|Comedy is an escape, not from truth but from despair; a narrow escape into faith. - Christopher Fry|
No. 90, Part I, 09 May 1996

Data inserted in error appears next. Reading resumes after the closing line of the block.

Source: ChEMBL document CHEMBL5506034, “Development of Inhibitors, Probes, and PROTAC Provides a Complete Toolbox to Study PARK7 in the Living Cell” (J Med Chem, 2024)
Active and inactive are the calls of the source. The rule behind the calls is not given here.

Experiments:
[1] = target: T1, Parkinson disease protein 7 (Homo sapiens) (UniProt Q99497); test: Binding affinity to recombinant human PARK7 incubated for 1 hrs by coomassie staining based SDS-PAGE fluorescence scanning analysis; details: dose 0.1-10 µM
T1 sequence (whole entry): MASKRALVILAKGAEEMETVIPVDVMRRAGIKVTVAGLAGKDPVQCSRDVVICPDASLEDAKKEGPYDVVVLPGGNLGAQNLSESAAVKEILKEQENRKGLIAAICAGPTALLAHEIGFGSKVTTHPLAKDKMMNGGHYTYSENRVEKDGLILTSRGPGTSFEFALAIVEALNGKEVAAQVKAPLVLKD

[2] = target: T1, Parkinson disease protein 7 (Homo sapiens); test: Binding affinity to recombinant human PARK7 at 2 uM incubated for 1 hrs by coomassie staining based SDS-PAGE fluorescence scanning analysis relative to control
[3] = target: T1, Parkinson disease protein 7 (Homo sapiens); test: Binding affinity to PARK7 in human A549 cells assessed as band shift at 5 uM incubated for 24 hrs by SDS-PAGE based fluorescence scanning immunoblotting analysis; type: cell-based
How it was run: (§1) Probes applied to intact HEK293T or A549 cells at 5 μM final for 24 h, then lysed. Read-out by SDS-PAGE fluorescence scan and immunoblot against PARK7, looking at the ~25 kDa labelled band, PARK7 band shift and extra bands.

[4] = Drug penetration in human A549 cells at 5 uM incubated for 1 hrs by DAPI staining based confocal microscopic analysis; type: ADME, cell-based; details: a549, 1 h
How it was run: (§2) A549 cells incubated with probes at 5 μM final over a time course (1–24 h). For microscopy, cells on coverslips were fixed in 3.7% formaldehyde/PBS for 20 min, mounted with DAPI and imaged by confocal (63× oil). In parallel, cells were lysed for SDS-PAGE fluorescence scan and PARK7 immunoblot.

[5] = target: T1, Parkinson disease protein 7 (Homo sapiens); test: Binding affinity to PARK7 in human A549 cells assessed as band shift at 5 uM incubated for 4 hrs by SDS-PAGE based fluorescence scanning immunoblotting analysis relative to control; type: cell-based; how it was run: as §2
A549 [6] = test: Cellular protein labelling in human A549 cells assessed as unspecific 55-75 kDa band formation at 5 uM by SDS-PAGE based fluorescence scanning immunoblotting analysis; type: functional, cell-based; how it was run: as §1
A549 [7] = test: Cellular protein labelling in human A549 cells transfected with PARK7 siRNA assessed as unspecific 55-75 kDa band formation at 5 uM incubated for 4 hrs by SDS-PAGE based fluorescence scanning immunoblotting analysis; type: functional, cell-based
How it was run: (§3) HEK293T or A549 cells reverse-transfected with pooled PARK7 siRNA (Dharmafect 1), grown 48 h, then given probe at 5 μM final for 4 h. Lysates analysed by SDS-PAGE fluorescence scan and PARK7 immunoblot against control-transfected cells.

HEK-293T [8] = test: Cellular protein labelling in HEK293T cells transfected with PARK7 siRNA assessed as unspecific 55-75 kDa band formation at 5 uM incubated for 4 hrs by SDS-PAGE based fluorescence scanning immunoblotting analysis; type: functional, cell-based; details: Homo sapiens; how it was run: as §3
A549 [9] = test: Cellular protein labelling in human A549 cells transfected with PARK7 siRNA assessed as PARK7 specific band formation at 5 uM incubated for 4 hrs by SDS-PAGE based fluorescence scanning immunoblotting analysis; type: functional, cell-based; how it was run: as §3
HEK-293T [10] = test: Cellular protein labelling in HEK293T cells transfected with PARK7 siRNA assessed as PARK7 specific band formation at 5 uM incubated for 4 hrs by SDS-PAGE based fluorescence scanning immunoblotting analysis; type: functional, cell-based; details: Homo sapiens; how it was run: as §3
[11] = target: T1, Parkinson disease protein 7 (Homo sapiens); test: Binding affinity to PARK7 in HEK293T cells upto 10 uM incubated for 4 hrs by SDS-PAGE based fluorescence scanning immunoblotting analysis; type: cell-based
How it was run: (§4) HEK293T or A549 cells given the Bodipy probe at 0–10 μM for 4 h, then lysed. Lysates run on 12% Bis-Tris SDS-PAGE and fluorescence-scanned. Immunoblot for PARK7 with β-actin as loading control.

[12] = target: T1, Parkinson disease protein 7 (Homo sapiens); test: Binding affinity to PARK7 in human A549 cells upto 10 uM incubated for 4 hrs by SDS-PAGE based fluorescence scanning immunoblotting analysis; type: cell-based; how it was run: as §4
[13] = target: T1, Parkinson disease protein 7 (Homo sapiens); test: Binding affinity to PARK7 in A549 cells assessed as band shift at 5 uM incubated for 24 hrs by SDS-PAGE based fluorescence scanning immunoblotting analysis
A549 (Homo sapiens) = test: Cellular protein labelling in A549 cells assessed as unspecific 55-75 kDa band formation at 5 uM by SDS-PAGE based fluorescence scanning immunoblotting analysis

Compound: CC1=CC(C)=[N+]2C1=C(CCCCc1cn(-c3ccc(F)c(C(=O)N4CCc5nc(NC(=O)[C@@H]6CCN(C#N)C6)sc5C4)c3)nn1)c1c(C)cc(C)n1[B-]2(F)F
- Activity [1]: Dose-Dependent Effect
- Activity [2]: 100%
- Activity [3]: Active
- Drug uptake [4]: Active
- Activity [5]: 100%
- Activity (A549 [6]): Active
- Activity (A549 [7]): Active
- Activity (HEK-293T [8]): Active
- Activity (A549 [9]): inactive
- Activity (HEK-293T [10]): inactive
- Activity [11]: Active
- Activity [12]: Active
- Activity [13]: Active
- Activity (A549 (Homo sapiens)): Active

This is Part I of the Open Media Research Institute's Daily Digest. Part I is a compilation of news concerning Russia, Transcaucasia and Central Asia. Part II, covering Central, Eastern, and Southeastern Europe is distributed simultaneously as a second document. Back issues of the Daily Digest, and other information about OMRI, are available through OMRI's WWW pages: http://www.omri.cz/Index.html RUSSIA HEAD OF MOSCOW MILITARY DISTRICT WANTS ELECTION TO BE POSTPONED. Moscow Military District commander Col. Gen. Leontii Kuznetsov declared that in his view the forthcoming presidential election should be postponed, Russian and Western agencies reported on 7 May. Kuznetsov argued that the vote would undermine social stability and "split the Russian population into two camps." He added that if the opposition comes to power, it will merely "settle scores instead of changing the political course." Kuznetsov said many officers in the Moscow Military District share this view. -- Constantine Dmitriev YAVLINSKII MAY STRIKE A DEAL WITH YELTSIN. Grigorii Yavlinskii on 7 May tried to downplay the possibility of an alliance with Boris Yeltsin, saying that the two had to resolve numerous difficult problems, including Chechnya, economic and social policy, and most importantly, personnel questions, Russian TV (RTR) reported. However, on 8 May he said that he was willing to discuss with Yeltsin the possibility of uniting the democratic candidates, Radio Rossii reported. Yavlinskii wants to be the prime minister, but Yeltsin is only prepared to offer him a deputy prime ministerial position, according to Kommersant-Daily on 7 May. Communist candidate Gennadii Zyuganov said that the negotiations "are not a surprise" and that they will end Yavlinskii's career since people will cease to trust him, ITAR-TASS reported. -- Robert Orttung THIRD FORCE UNRAVELS. The abortive "third force" alliance of Grigorii Yavlinskii, Aleksandr Lebed, and Svyatoslav Fedorov seems to have suffered a fatal blow. Fedorov, eye surgeon and leader of the Party of Workers' Self-Government, said he will not withdraw his presidential candidacy, ITAR-TASS reported on 8 May. Fedorov advocates what he calls "popular socialism," in which workers would manage their own enterprises. Fedorov added that if Communist Party leader Gennadii Zyuganov were elected president, he might be willing to accept the post of prime minister. Lebed announced earlier this week that he would not drop out of the race in favor of Yavlinskii. -- Laura Belin YELTSIN SCOLDS GOVERNMENT FOR PAYMENT ARREARS. President Yeltsin on 8 May sharply criticized the government and Pension Fund for failing to ensure the timely payment of wages and pensions despite direct instructions from his office, Radio Rossii reported. The previous day, Pension Fund head Vasilii Barchuk blamed delays on the government's failure to pay its debt to the fund, which he said totals 4.6 trillion rubles for the period 1992-1995 alone. Following the March clampdown on wage arrears, Yeltsin ordered the elimination of all pension arrears by the end of April--a goal that has clearly not been met. -- Penny Morvant GOVERNMENT TRIES TO WIN OVER REGIONAL JOURNALISTS. The government's new regional press agency organized a 6-7 May seminar for 80 television and 60 radio journalists, scheduling meetings with high government officials and paying all their travel and living expenses, according to the latest edition of Moskovskie novosti. President Yeltsin told the journalists, "I am not calling on you to campaign on behalf of candidate Yeltsin, but I expect from you a responsible attitude toward what is happening in Russia," Russian Public TV (ORT) reported on 6 May. Procurator-General Yurii Skuratov promised that his office will pay special attention to protecting journalists' rights in cases when the victim of a crime, or the accused, is a journalist. On 7 May, State Press Committee Chairman Ivan Laptev advised the journalists on obtaining tax and customs privileges guaranteed under the law on state support for the mass media, ITAR-TASS reported. -- Laura Belin YELTSIN'S CHECHEN TRIP IN JEOPARDY? Russian President Boris Yeltsin's planned visit to Chechnya is "impossible" at present because of security considerations, Russian Interior Minister Anatolii Kulikov told Interfax in a report cited by AFP on 8 May. On 7 May federal forces captured the village of Goyskoe, which has been the scene of fighting for several weeks. The same day Russian helicopters launched a rocket attack on the raion center of Urus Martan, killing five people in the open-air market; the Chechen procuracy has begun an investigation. As of 9 May, the town had been sealed off by Russian troops, according to AFP. Machine gun fire hit the Grozny home of Chechen Interior Minister Hamid Inalov during the night of 7-8 May, but no one was injured, according to ITAR- TASS. On 3 May, Inalov's car was fired on in Urus Martan. -- Liz Fuller RUSSIA, BRITAIN LOOK FOR RESOLUTION OF SPY SCANDAL. Russia and Britain appear to be seeking a way to back down from confrontation over the espionage incident (see OMRI Daily Digest, 7 May 1996) that has triggered the threatened expulsion from Russia of nine British diplomats, Russian and Western agencies reported on 8 May. Reuters reported that talks are now focusing on the timing and scale of the diplomats' expulsions. British Ambassador Andrew Wood met with Russian Foreign Minister Yevgenii Primakov on 7 May to discuss the issue. British Foreign Minister Malcolm Rifkind has insisted that Russia has not substantiated its claim that the nine British embassy staff are intelligence agents. Meanwhile, the unidentified Russian whose arrest started the affair has been charged with treason under Article 64 of the Russian Criminal Code, and could face the death penalty. -- Scott Parrish RUSSIA SIGNS INTERNATIONAL NUCLEAR LIABILITY CONVENTION. Russia signed the 1963 Vienna Convention on Civil Liability for Nuclear Damage in a ceremony at the International Agency for Atomic Energy (IAEA) headquarters in Vienna, ITAR-TASS reported on 8 May. The convention, which was never signed by the Soviet Union, is part of the international regime regulating third-party liability for damage resulting from civilian nuclear accidents. Under the convention, primary liability for damage resulting from a nuclear reactor accident rests on the country operating the reactor. -- Scott Parrish TURKEY, RUSSIA SPAR OVER PIPELINE, STRAITS. Turkish Foreign Minister Emre Gonensay announced Turkey's willingness to fully finance a pipeline carrying Caspian Sea oil to its Mediterranean port of Ceyhan and threatened to institute safety measures governing the passage of ships through the Bosporus Strait if Russia tries to transport oil through it. Such measures were adopted in 1994 and it is not clear if Gonensay's remarks imply new measures or a stricter application of existing ones. Russia officially termed Turkey's position "unacceptable," saying that the new regulations are a violation of the 1936 Montreux Treaty, and insisting that Turkey adopt a "modern" navigation system to ensure that oil spills are avoided, Russian media reported. Gonensay's remarks reflect Turkey's discomfort with the reallocation of shares in the Caspian Pipeline Consortium last week, which gave Russia a 44% share in the project to move Tengiz oil to the Russian port of Novorossiisk. -- Lowell Bezanis NUCLEAR SMUGGLING ALLEGATIONS REFUTED. A spokesman for the Federal Security Service (FSB) in Krasnoyarsk said on 8 May that the scientist arrested the previous day in connection with the theft of nuclear materials was not selling plutonium or any other fissionable material, ITAR-TASS reported. Contradicting earlier reports, the FSB denied that the stolen material was radioactive, adding that it was very hard and heat resistant and could be used to coat ballistic missiles as well as for civilian purposes. -- Penny Morvant CANNIBAL KILLS AGAIN. A Russian prisoner on death row murdered a fellow inmate in a jail in Barnaul in Altai Krai and tried to make soup out of his liver, Reuters reported on 8 May, citing Interfax. Last July, the cannibal, Aleksandr Maslich, murdered another fellow prisoner and ate some of his internal organs. Maslich was convicted on triple murder charges in 1993 and sentenced to death last year. -- Penny Morvant MORE HELP FOR DEFENSE PLANTS. President Yeltsin issued a decree on 8 May raising the status of the State Committee on Defense Industry, headed by Zinovii Pak, to a government ministry, ITAR-TASS reported. He also instructed the Finance Ministry to pay off state debts to defense plants, exempted them from paying taxes until this is done, and promised help with energy bills. Pak said that about one third of defense plants are fully state owned, one third are fully privatized, and in one third the state owns shares. The government now intends to buy back shares in some of the privatized defense plants. Last month, a new Federal Commission on Defense Plant Privatization was created under First Deputy Prime Minister Oleg Soskovets to monitor defense privatization. -- Peter Rutland PENSION FUND OWED 23 TRILLION RUBLES. Social Security Minister Lyudmila Bezlepkina told a government meeting on 7 May that enterprises owe the Pension Fund 23 trillion rubles ($4.6 billion), Rossiiskie vesti reported. She said that last year the Russian government spent $500 million of the state's gold and currency reserves on pensions, but payments were still delayed by about 20 to 30 days in many parts of the country. Only about half the country's 89 republics and regions have received funds for this April's pensions. Bezlepkina said that responsibility for collecting contributions from enterprises should be transferred to the State Tax Service. Russia has 37 million pensioners. -- Penny Morvant BANK STATISTICS. The Central Bank has now withdraw licenses from 320 of Russia's 2,599 commercial banks, ITAR-TASS reported on 8 May. Another 465 banks have been warned for violating banking regulations. The banks have a total equity capital of 13 trillion rubles ($2.6 billion), but only 5% of banks have equity capital over 20 billion rubles. General licenses were given to 260 banks, 790 banks have licenses for dealing with foreign currency, and 205 for operations with precious metals. -- Natalia Gurushina TRANSCAUCASIA AND CENTRAL ASIA ARMENIAN PRESIDENT SNUBS SELEZNEV. After staying one day longer than planned in China, Armenian President Levon Ter-Petrossyan stopped off in Moscow on 7 May for talks on bilateral relations and the Karabakh conflict with Russian President Boris Yeltsin and Prime Minister Viktor Chernomyrdin, who is to visit Yerevan later this month, Russian media reported. Ter-Petrossyan said it would be "neither wise nor advantageous" for Armenia to join the CIS Customs Union at present, according to RFE/RL. Meanwhile, a Russian State Duma delegation led by Speaker Gennadii Seleznev was in Armenia for a two-day visit to meet with Armenian National Assembly Chairman Babken Ararktsyan and Prime Minister Hrant Bagratyan. The issue of Karabakh was not on the agenda since in a previous interview with an Azerbaijani journalist Seleznev had accused Armenia of "aggression," Noyan Tapan reported. -- Liz Fuller PRIMAKOV'S KARABAKH DIPLOMACY. Russia Foreign Minister Yevgenii Primakov traveled to Baku and then Yerevan on 8 May on what he termed "direct instructions from President Boris Yeltsin" in an attempt to achieve at least minimal progress toward a political solution of the Karabakh conflict, Russian and Western media reported. Following an agreement between Azerbaijan, Armenia, and the leadership of the self-proclaimed Republic of Nagorno-Karabakh on an exchange of all prisoners of war, Primakov brought 34 former Armenian prisoners and one ethnic Russian to Yerevan; in exchange, Armenia is to release 11 Azerbaijanis, and Karabakh Armenian authorities a further 59. -- Liz Fuller DEMIREL IN UZBEKISTAN. Turkish President Suleyman Demirel concluded a three-day official visit to Tashkent on 9 May during which he signed agreements on "eternal friendship and cooperation," environmental protection, and double taxation with his Uzbek counterpart, Islam Karimov, ITAR-TASS reported. In 1995, Turkish-Uzbek trade was valued at $280 million, a 75% increase over the previous year, and involves more than 200 joint ventures. This was Demirel's first visit to Uzbekistan as Turkish president; Turgut Ozal visited in 1993. -- Roger Kangas COCA-COLA EXPANDS PRODUCTION IN CENTRAL ASIA, TRANSCAUCASUS. The Coca- Cola Company announced that it will invest an additional $200 million into the region over the next three years, RFE/RL reported on 8 May. Calling it the "next frontier opportunity for soft drinks," Neville Isdell, president of the company's Greater Europe Group, announced the opening of a $15 million bottling plant in Almaty, Kazakhstan, as part of a joint venture with the Turkish Anadolu Group and the Kazakhstani bottler ToNus. Plants will also open in Bishkek and Tashkent at the cost of $16 million and $10 million, respectively. Plans are being drawn up for similar plants in Turkmenistan, Azerbaijan, and Armenia. The company already has plants operating in the Georgian capital Tbilisi (opened in June 1993) and one in Tashkent (opened March 1994). -- Roger Kangas CHANGES IN KAZAKHSTANI GOVERNMENT. Kazakhstani President Nursultan Nazarbayev on 8 May promoted Trade and Industry Minister Garri Shtoik to the post of first deputy prime minister, RFE/RL and Reuters reported. Shtoik replaces Vitalii Mette, who left office recently. The choice of one ethnic German to replace another may not be coincidental as Almaty appears anxious to have a German presence in the government. Kazakhstan's sizable German population has the attention and support of the German government. Nazarbayev also promoted Stepan Shutkin to the post of head of the government apparatus. -- Bruce Pannier VIOLENCE CONTINUES IN TAJIKISTAN. Border guards near the Tajik city of Khorog killed eight alleged rebels who were attempting to cross over from Afghanistan, Russian TV (RTR) and Reuters reported on 8 May. The "rebels" were using a route known to be a drug highway from Afghanistan to destinations in the former Soviet Union and Europe. In the capital, Dushanbe, Lt. Gen. Kurbon Cholov survived an assassination attempt in his apartment on 7 May, according to ITAR-TASS. Gunmen using grenade launchers and small arms fired upon the apartment killing Cholov's chief of staff and wounding another officer, but Cholov was uninjured. -- Bruce Pannier [As of 12:00 CET] Compiled by Victor Gomez ------------------------------------------------------------------------ Copyright (c) 1996 Open Media Research Institute, Inc. All rights reserved. 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